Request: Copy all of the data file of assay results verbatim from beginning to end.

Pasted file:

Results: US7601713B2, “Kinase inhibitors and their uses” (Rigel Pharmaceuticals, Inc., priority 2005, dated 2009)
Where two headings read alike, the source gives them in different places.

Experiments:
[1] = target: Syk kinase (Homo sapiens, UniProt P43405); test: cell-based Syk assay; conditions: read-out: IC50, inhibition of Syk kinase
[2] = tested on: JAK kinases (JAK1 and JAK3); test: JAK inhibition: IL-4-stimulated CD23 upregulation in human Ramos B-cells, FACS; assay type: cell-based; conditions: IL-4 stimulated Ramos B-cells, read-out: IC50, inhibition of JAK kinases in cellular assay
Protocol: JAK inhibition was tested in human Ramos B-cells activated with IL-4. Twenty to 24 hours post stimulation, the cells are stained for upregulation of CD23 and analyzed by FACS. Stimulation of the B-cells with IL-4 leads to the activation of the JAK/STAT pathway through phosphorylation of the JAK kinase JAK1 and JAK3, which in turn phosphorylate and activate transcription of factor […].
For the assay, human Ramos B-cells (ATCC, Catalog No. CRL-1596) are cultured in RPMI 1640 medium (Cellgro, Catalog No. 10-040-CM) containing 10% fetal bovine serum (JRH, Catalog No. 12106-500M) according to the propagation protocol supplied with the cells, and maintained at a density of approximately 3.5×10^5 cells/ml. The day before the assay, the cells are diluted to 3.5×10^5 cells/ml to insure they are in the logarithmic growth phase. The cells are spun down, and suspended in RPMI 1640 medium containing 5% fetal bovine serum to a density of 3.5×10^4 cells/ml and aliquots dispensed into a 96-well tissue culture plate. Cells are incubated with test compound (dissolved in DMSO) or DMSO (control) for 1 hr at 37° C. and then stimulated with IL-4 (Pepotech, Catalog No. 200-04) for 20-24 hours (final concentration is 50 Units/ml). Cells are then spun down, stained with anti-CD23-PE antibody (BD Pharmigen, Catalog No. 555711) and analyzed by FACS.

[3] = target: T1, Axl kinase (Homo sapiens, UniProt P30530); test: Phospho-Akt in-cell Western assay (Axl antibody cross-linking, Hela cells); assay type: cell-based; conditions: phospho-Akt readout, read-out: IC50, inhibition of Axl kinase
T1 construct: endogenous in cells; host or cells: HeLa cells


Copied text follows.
Results: US7601713B2, “Kinase inhibitors and their uses” (Rigel Pharmaceuticals, Inc., priority 2005, dated 2009)
Where two headings read alike, the source gives them in different places.

Experiments:
[1] = target: Syk kinase (Homo sapiens, UniProt P43405); test: cell-based Syk assay; conditions: read-out: IC50, inhibition of Syk kinase
[2] = tested on: JAK kinases (JAK1 and JAK3); test: JAK inhibition: IL-4-stimulated CD23 upregulation in human Ramos B-cells, FACS; assay type: cell-based; conditions: IL-4 stimulated Ramos B-cells, read-out: IC50, inhibition of JAK kinases in cellular assay
Protocol: JAK inhibition was tested in human Ramos B-cells activated with IL-4. Twenty to 24 hours post stimulation, the cells are stained for upregulation of CD23 and analyzed by FACS. Stimulation of the B-cells with IL-4 leads to the activation of the JAK/STAT pathway through phosphorylation of the JAK kinase JAK1 and JAK3, which in turn phosphorylate and activate transcription of factor […].
For the assay, human Ramos B-cells (ATCC, Catalog No. CRL-1596) are cultured in RPMI 1640 medium (Cellgro, Catalog No. 10-040-CM) containing 10% fetal bovine serum (JRH, Catalog No. 12106-500M) according to the propagation protocol supplied with the cells, and maintained at a density of approximately 3.5×10^5 cells/ml. The day before the assay, the cells are diluted to 3.5×10^5 cells/ml to insure they are in the logarithmic growth phase. The cells are spun down, and suspended in RPMI 1640 medium containing 5% fetal bovine serum to a density of 3.5×10^4 cells/ml and aliquots dispensed into a 96-well tissue culture plate. Cells are incubated with test compound (dissolved in DMSO) or DMSO (control) for 1 hr at 37° C. and then stimulated with IL-4 (Pepotech, Catalog No. 200-04) for 20-24 hours (final concentration is 50 Units/ml). Cells are then spun down, stained with anti-CD23-PE antibody (BD Pharmigen, Catalog No. 555711) and analyzed by FACS.

[3] = target: T1, Axl kinase (Homo sapiens, UniProt P30530); test: Phospho-Akt in-cell Western assay (Axl antibody cross-linking, Hela cells); assay type: cell-based; conditions: phospho-Akt readout, read-out: IC50, inhibition of Axl kinase
T1 construct: endogenous in cells; host or cells: HeLa cells